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I've searched around but didn't find if it's possible.

I've this MySQL query:

INSERT INTO table (id,a,b,c,d,e,f,g) VALUES (1,2,3,4,5,6,7,8)

Field id has a "unique index", so there can't be two of them. Now if the same id is already present in the database, I'd like to update it. But do I really have to specify all these field again, like:

INSERT INTO table (id,a,b,c,d,e,f,g) VALUES (1,2,3,4,5,6,7,8) 
ON DUPLICATE KEY UPDATE a=2,b=3,c=4,d=5,e=6,f=7,g=8


INSERT INTO table (id,a,b,c,d,e,f,g) VALUES (1,2,3,4,5,6,7,8) 

I've specified everything already in the insert...

A extra note, I'd like to use the work around to get the ID to!


I hope somebody can tell me what the most efficient way is.

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AFAIK, the method of restating each column, a=VALUES(a), b=VALUES(b), ... is the way you need to go. That's how I do it for all of my INSERT ON DUPLICATE KEY UPDATE statements. –  Valdogg21 Jan 17 '13 at 16:24
Just to clarify, everything stated here is correct as long as you understand the question being answered is: Must you restate every column you WANT TO UPDATE? Yes, if you want to insert or update 8 columns in a 25-column table, you must state the 8 columns twice -- once in the insert part and once in the update part. (You could skip the primary key in the update part, but it's easiest to preformat an "a=1,b=2,c=3" string and embed it twice.) However, you do NOT have to restate the remaining 17 columns you don't want to change. If it becomes an UPDATE, they'll keep their existing values. –  Timberline Jul 11 '13 at 22:27
I added that comment because the questions and answers left me unsure about unmentioned columns with this kind of INSERT, which I then tested after learning exactly what to test. INSERT ON DUPLICATE KEY UPDATE leaves unmentioned columns unchanged on UPDATE but gives them default values on INSERT. With REPLACE INTO, unmentioned columns always get default values, never existing values. –  Timberline Jul 11 '13 at 22:32
Check stackoverflow.com/questions/2472229/…, I think there is what you're looking for –  Chococroc Nov 25 '13 at 10:19

4 Answers 4

The UPDATE statement is given so that older fields can be updated to new value. If your older values are the same as your new ones, why would you need to update it in any case?

For eg. if your columns a to g are already set as 2 to 8; there would be no need to re-update it.

Alternatively, you can use:

INSERT INTO table (id,a,b,c,d,e,f,g)
VALUES (1,2,3,4,5,6,7,8) 
    UPDATE a=a, b=b, c=c, d=d, e=e, f=f, g=g;

To get the id from LAST_INSERT_ID; you need to specify the backend app you're using for the same.

For LuaSQL, a conn:getlastautoid() fetches the value.

share|improve this answer
It's just for the example. In a real life query there are differences. My question is quiet simple: Do I really need to specify all the fields (and values in my first example) if they are the same as in the insert? I just want to insert all or if there is a unique value match: update all. –  Roy Jan 17 '13 at 16:36
Yes, you do need to update all of them in that case. –  hjpotter92 Jan 17 '13 at 16:38
"A extra note, I'd like to use the work around to get the ID too!" –  Agamemnus Oct 17 '14 at 16:39
What is the difference between UPDATE a=a, b=b, c=c, d=d, e=e, f=f, g=g; and UPDATE a=VALUES(a),b=VALUES(b),c=VALUES(c),d=VALUES(d),e=VALUES(e),f=VALUES(f),g=VALUES‌​(g); ? –  Tresdin Apr 24 at 6:28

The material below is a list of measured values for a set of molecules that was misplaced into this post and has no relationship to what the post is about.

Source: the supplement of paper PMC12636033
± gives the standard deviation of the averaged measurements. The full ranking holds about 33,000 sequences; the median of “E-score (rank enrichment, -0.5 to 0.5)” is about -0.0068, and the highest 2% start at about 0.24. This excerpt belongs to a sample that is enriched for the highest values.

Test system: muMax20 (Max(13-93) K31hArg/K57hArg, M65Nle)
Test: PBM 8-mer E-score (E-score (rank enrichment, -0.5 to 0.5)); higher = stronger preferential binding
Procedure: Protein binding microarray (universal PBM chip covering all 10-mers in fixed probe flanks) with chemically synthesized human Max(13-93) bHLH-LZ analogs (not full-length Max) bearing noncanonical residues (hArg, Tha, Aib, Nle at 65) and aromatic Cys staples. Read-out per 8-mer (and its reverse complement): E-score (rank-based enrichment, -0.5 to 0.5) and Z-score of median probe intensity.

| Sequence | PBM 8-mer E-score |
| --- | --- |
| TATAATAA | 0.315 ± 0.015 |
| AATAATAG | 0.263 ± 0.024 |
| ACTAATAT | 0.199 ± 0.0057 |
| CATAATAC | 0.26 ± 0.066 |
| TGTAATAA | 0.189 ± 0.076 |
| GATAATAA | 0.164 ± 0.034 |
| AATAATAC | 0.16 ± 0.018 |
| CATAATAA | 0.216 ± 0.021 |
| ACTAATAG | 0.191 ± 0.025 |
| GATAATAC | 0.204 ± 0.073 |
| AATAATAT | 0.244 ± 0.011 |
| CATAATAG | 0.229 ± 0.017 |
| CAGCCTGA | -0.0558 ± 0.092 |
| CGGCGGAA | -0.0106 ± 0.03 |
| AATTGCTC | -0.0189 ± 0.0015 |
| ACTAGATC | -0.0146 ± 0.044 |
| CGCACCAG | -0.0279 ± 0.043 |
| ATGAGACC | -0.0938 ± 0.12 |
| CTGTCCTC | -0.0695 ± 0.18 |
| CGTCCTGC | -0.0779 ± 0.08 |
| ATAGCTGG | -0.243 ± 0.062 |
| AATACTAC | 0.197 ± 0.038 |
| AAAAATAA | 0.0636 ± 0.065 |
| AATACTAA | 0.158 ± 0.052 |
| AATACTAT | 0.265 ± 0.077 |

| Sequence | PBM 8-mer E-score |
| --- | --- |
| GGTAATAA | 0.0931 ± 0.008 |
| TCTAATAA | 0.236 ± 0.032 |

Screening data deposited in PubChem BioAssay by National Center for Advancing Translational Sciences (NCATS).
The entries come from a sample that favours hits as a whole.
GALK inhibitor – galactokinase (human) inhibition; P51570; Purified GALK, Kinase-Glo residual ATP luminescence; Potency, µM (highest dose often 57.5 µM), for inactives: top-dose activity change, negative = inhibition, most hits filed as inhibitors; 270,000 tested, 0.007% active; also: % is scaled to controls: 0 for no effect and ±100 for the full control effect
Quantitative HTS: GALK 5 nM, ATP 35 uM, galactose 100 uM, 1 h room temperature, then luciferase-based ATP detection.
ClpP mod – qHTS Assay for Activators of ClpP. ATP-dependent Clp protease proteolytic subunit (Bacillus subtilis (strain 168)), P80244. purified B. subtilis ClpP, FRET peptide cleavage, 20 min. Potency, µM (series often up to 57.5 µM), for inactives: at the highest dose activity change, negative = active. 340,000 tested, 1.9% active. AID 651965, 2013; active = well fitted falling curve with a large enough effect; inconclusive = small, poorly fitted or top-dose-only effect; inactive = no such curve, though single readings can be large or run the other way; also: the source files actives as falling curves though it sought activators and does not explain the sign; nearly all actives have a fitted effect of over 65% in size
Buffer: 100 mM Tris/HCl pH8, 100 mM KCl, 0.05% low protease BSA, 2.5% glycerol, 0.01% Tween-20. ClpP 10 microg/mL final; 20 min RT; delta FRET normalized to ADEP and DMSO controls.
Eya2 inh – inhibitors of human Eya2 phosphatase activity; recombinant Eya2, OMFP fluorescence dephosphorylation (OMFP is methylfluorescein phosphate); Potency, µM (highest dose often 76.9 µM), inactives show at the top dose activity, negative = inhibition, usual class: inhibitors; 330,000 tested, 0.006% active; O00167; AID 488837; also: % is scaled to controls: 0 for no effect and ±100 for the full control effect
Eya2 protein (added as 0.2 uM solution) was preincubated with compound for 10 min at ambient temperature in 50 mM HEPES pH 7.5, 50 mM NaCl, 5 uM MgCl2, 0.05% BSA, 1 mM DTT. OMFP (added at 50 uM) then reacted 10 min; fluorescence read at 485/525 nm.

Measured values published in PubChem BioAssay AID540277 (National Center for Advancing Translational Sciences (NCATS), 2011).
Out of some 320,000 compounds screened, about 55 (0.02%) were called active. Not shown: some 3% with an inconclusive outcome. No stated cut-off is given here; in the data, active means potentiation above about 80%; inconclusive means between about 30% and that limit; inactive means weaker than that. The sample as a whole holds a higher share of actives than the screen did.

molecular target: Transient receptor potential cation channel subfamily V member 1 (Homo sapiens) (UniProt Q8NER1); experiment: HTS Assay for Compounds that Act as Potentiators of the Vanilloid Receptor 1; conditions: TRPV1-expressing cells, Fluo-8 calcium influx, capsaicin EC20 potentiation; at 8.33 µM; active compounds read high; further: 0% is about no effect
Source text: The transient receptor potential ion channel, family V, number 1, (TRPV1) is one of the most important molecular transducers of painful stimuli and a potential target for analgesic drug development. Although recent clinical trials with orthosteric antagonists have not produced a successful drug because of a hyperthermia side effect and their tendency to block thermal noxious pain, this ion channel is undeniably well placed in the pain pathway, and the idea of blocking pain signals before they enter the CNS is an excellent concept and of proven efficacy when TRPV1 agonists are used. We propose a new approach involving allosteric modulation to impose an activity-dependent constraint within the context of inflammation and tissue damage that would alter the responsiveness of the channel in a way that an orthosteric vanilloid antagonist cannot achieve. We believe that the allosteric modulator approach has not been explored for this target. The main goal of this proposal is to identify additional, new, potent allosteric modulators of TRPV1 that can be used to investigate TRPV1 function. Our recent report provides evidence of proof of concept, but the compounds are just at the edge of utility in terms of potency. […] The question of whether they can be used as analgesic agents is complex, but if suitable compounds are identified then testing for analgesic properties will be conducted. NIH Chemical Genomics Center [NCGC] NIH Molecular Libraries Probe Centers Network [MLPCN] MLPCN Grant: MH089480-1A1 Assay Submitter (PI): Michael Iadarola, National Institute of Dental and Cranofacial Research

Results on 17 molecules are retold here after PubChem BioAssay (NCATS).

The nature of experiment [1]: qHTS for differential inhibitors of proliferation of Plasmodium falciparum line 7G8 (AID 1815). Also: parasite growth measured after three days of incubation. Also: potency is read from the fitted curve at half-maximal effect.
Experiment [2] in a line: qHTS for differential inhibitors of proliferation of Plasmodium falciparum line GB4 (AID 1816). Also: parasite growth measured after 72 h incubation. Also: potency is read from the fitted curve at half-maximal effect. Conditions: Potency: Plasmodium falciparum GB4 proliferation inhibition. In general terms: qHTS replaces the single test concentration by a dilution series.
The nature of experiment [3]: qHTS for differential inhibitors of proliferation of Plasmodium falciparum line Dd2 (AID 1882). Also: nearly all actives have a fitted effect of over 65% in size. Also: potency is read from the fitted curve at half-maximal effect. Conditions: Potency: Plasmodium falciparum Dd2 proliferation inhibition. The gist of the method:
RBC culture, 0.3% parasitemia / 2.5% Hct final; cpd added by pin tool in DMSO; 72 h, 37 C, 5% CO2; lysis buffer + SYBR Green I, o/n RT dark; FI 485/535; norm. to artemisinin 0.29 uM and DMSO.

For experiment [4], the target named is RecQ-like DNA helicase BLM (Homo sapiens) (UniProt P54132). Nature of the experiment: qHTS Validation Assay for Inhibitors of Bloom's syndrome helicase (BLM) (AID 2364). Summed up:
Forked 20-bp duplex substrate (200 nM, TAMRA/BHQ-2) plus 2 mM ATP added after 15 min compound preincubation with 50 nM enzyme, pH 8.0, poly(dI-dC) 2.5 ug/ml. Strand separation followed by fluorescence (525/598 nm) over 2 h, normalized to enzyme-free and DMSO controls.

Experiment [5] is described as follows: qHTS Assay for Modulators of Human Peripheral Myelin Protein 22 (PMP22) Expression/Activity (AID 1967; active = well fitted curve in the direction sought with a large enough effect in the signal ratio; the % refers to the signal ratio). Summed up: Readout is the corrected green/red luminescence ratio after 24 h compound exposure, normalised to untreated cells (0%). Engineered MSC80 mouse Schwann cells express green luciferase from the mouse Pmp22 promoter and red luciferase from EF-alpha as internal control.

@Tresdin, As far as I can tell it is just syntactic sugar. Personally, I have never seen anybody using the a=VALUES(a), b=VALUES(b), etc. Maybe you can assign multiple values to the column? Not sure why you wouldn't just concatenate the data beforehand though. –  DuckPuncher May 6 at 21:38
up vote 9 down vote accepted

There is no other way, I have to specify everything twice. First for the insert, second in the update case.

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There is a MySQL specific extension to SQL that may be what you want - REPLACE INTO

However it does not work quite the same as 'ON DUPLICATE UPDATE'

  1. It deletes the old row that clashes with the new row and then inserts the new row. So long as you don't have a primary key on the table that would be fine, but if you do, then if any other table references that primary key

  2. You can't reference the values in the old rows so you can't do an equivalent of

    INSERT INTO mytable (id, a, b, c) values ( 1, 2, 3, 4) 
    id=1, a=2, b=3, c=c + 1;

I'd like to use the work around to get the ID to!

That should work — last_insert_id() should have the correct value so long as your primary key is auto-incrementing.

However as I said, if you actually use that primary key in other tables, REPLACE INTO probably won't be acceptable to you, as it deletes the old row that clashed via the unique key.

Someone else suggested before you can reduce some typing by doing:

INSERT INTO `tableName` (`a`,`b`,`c`) VALUES (1,2,3)
share|improve this answer
So, I can't stick with the primary key before a replace into query? –  Roy Jan 17 '13 at 16:43
No - that row is deleted and a new row created, which will have a new primary key. –  Danack Jan 17 '13 at 16:47

you can use insert ignore for such case, it will ignore if it gets duplicate records INSERT IGNORE ... ; -- without ON DUPLICATE KEY

share|improve this answer
I wanted to insert it when not present, else update it. Not ignore it. –  Roy Jul 8 at 12:26
why you want to update it if you are updating with previous/same value, if its a new value then its ok with it, if not insert ignore work for it –  pitu Jul 8 at 13:06

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